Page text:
The U.S. Fish and Wildlife Service wants to designate more than 500,000 acres of land in the West, including Nevada, as critical habitat for the yellow-billed cuckoo, which is being considered for endangered species designation.
Michael Robinson with the Center for Biological Diversity says the protections would give the birds a better chance of survival:
"The critical habitat under the Endangered Species Act provides protections from federal actions that might degrade the critical habitat or destroy it," Robinson explains, "so that it's not usable by whatever endangered or threatened animal it's been designated for."
Robinson says the bird once thrived along nearly every body of water in the West, but its population has been impacted by dams, livestock grazing, water withdrawals, and channeling rivers. He adds that federal protections would also help safeguard human water sources for drinking and recreation."For example," Robinson explains, "on the Virgin River, the yellow-billed cuckoo is really going to get a boost, while people are going to have a long-term, better quality water ."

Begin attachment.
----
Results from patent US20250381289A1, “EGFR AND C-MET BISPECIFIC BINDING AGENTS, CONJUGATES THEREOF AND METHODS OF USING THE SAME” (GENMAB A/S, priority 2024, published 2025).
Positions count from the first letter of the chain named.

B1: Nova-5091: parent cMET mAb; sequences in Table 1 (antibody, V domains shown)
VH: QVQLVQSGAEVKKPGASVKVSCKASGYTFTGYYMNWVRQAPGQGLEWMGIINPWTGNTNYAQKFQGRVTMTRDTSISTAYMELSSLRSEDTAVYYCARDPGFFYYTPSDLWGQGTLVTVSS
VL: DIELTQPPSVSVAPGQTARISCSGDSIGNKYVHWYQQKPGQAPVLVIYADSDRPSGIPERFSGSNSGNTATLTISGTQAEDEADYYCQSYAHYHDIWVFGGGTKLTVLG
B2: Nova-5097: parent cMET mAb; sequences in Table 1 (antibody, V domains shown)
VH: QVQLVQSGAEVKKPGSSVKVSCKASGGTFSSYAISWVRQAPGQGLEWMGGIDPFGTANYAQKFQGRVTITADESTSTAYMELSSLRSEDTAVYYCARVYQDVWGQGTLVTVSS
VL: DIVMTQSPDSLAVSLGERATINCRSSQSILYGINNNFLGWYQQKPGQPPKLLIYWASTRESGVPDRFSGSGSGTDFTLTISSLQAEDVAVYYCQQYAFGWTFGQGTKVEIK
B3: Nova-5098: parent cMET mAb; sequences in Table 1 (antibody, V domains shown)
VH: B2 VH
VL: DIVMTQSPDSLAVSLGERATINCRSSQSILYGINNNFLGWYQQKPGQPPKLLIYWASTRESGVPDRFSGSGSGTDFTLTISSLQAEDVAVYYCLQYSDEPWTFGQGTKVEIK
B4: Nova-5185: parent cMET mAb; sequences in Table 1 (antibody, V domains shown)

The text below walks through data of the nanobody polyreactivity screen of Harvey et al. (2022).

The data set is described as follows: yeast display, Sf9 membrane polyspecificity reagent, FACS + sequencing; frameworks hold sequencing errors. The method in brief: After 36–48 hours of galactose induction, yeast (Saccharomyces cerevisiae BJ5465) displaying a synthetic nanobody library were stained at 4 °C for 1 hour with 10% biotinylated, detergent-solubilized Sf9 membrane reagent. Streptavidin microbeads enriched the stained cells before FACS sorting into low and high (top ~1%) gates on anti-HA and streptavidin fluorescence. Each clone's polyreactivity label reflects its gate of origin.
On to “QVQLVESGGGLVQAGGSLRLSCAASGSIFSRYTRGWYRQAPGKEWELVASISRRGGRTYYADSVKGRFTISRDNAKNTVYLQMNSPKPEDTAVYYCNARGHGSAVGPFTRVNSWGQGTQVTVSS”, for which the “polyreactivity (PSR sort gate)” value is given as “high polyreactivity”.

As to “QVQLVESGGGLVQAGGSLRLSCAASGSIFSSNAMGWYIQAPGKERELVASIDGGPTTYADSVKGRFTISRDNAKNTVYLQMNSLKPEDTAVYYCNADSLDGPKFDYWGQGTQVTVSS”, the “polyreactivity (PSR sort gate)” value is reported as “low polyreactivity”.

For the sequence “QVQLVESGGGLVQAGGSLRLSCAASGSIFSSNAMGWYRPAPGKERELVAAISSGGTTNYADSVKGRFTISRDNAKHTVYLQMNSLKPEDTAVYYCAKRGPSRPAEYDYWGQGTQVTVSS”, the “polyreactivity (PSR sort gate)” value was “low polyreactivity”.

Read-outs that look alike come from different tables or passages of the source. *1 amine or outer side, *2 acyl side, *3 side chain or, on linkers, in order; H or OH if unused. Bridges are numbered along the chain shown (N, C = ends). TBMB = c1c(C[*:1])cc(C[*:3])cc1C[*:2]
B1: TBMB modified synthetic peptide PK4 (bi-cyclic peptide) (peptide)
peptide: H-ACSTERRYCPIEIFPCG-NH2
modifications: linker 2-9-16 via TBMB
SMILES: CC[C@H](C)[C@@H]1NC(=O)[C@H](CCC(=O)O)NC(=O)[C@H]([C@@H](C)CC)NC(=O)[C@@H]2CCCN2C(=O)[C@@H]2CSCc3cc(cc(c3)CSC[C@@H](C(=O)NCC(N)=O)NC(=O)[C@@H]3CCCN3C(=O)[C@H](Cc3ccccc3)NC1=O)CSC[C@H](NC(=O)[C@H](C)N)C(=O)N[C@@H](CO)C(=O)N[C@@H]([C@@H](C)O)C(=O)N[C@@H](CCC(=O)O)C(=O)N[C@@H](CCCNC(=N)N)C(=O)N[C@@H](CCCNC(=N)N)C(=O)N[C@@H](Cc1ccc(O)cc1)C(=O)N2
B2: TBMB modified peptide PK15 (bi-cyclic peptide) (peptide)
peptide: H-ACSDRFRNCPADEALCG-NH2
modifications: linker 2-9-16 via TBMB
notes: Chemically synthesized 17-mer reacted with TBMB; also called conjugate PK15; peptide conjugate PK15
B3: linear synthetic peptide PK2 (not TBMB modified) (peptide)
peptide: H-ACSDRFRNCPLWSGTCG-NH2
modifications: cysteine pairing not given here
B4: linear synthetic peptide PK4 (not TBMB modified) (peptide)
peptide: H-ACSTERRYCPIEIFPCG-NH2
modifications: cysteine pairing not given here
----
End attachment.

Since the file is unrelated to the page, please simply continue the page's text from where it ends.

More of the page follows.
Robinson says the critical habitat designation would primarily affect the Carson, Muddy, and Virgin rivers in Nevada.